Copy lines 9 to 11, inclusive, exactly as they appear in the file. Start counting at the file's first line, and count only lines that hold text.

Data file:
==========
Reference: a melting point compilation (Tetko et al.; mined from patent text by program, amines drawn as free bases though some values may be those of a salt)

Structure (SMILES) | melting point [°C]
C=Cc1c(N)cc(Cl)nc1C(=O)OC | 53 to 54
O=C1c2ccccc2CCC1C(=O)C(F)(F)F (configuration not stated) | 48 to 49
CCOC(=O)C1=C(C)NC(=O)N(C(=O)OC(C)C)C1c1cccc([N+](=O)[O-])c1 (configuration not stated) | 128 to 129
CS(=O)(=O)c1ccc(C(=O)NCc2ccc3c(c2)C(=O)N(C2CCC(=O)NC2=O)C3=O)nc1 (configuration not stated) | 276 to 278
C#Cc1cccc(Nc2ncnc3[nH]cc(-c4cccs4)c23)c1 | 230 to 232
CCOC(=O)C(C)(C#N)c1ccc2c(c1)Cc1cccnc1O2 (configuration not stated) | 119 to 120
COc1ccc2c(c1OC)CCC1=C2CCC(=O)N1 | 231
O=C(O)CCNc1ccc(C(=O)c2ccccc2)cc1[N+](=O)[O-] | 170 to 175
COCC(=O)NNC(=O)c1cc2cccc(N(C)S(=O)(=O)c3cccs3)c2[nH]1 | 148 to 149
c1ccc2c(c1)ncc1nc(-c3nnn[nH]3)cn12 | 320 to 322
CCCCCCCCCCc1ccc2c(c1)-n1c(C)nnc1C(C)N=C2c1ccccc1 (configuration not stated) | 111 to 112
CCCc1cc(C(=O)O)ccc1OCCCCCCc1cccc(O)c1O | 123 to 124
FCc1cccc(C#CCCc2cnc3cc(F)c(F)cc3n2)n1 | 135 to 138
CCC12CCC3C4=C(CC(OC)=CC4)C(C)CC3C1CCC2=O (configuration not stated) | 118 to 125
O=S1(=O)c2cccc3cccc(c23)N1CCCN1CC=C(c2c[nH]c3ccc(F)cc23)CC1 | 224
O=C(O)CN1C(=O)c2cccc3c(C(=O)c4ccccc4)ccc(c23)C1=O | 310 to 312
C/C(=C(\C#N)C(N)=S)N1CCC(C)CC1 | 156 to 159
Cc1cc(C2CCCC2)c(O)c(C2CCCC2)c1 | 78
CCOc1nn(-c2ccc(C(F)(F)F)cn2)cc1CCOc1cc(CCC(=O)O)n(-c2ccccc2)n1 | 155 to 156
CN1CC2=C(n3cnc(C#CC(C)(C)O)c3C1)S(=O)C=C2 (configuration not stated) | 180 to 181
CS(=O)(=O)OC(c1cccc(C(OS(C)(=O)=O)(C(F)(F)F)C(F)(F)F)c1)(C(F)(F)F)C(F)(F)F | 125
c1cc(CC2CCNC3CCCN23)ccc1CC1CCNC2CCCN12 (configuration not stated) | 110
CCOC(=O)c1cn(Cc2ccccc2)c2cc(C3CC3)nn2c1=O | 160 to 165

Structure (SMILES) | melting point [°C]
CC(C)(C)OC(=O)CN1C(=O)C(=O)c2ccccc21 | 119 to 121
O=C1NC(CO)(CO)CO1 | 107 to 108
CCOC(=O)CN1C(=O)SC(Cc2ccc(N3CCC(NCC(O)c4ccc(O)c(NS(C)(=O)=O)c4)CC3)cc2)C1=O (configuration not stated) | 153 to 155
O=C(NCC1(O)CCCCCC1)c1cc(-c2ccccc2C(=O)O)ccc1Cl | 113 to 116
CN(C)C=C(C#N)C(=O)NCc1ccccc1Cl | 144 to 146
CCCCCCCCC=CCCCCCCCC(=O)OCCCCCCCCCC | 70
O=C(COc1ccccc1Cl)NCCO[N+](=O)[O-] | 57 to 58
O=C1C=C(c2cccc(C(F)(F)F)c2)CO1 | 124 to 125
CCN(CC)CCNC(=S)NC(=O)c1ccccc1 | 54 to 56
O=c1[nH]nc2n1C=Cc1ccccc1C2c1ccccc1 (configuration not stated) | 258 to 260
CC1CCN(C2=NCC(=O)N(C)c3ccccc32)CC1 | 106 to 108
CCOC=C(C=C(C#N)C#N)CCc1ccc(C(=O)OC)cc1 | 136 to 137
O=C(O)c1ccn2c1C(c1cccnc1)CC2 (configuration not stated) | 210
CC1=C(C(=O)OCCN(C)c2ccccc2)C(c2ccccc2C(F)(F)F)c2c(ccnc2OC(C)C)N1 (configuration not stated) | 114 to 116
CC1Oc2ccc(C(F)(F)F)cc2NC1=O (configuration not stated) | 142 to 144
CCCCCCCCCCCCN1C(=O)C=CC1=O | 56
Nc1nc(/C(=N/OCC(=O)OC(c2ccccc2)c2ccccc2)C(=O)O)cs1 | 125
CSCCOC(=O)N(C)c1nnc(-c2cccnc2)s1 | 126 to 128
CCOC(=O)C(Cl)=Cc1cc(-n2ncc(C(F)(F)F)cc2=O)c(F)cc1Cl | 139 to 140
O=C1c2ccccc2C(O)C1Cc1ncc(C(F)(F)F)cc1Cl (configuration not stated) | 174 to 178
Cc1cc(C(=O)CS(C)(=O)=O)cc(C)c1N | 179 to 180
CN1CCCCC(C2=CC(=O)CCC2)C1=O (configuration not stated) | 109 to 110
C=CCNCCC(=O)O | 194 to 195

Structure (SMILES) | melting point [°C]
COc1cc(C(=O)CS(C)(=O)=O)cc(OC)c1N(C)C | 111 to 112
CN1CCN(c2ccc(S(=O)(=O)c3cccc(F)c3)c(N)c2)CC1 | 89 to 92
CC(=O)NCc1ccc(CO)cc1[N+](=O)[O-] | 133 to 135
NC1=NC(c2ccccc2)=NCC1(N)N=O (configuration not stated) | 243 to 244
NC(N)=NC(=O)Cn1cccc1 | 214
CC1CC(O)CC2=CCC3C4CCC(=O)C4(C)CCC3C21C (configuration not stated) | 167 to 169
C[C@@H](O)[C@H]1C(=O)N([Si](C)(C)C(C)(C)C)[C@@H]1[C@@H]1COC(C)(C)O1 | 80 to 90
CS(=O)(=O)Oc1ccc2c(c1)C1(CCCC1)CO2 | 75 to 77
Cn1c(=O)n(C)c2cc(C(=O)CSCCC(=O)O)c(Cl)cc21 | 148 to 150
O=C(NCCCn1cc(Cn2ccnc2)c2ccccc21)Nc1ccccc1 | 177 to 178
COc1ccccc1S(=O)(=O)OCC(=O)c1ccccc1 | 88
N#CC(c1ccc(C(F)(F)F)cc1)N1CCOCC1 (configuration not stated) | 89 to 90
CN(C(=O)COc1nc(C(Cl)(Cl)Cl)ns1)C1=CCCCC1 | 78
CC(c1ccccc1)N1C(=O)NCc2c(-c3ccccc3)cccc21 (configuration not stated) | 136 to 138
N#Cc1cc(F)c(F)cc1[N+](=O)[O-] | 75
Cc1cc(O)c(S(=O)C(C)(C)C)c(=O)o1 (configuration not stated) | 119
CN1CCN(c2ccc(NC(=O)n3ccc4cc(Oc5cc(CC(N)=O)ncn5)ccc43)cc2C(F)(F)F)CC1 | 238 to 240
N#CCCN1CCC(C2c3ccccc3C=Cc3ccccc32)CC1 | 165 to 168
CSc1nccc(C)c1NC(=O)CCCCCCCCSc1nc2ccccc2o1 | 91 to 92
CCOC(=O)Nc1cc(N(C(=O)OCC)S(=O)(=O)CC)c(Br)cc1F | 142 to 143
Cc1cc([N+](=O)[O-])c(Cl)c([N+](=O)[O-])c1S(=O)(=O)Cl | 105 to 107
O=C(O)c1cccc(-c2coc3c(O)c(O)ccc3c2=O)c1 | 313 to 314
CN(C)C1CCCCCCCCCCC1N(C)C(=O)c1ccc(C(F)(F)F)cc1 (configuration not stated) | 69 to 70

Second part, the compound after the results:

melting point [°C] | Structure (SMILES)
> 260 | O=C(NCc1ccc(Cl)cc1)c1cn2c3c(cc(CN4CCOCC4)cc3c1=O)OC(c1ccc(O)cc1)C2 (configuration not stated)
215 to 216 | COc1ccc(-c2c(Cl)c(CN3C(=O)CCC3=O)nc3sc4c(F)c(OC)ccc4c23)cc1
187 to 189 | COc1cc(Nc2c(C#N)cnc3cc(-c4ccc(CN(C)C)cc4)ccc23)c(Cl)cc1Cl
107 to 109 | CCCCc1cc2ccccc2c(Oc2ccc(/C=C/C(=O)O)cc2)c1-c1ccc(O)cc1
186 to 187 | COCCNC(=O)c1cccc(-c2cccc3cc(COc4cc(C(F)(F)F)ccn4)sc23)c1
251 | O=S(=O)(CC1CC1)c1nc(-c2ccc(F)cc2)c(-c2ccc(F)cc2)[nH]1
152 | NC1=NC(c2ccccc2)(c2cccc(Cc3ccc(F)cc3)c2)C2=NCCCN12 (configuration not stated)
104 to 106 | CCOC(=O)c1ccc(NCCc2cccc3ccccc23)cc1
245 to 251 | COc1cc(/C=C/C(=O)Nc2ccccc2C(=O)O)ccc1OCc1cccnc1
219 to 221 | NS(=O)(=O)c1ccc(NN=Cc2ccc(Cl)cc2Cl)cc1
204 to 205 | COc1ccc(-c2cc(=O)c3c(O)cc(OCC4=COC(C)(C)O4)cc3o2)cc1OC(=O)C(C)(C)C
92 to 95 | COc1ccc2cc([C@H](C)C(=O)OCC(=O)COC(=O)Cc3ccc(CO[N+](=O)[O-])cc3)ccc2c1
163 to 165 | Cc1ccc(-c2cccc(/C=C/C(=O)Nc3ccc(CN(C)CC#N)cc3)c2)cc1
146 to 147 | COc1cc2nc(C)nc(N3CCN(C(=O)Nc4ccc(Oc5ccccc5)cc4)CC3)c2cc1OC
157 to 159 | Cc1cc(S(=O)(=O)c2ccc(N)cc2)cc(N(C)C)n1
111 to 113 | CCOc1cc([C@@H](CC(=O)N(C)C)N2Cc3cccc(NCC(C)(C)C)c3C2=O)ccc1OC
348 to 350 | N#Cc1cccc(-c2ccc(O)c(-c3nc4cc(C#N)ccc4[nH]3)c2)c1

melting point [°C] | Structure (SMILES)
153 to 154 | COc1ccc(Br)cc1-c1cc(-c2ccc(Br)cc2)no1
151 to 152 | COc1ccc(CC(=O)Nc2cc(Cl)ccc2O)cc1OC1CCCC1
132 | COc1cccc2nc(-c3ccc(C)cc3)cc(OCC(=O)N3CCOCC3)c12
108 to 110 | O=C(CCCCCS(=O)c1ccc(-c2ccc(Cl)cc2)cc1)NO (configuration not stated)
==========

COc1ccc2c(c1OC)CCC1=C2CCC(=O)N1 | 231
O=C(O)CCNc1ccc(C(=O)c2ccccc2)cc1[N+](=O)[O-] | 170 to 175
COCC(=O)NNC(=O)c1cc2cccc(N(C)S(=O)(=O)c3cccs3)c2[nH]1 | 148 to 149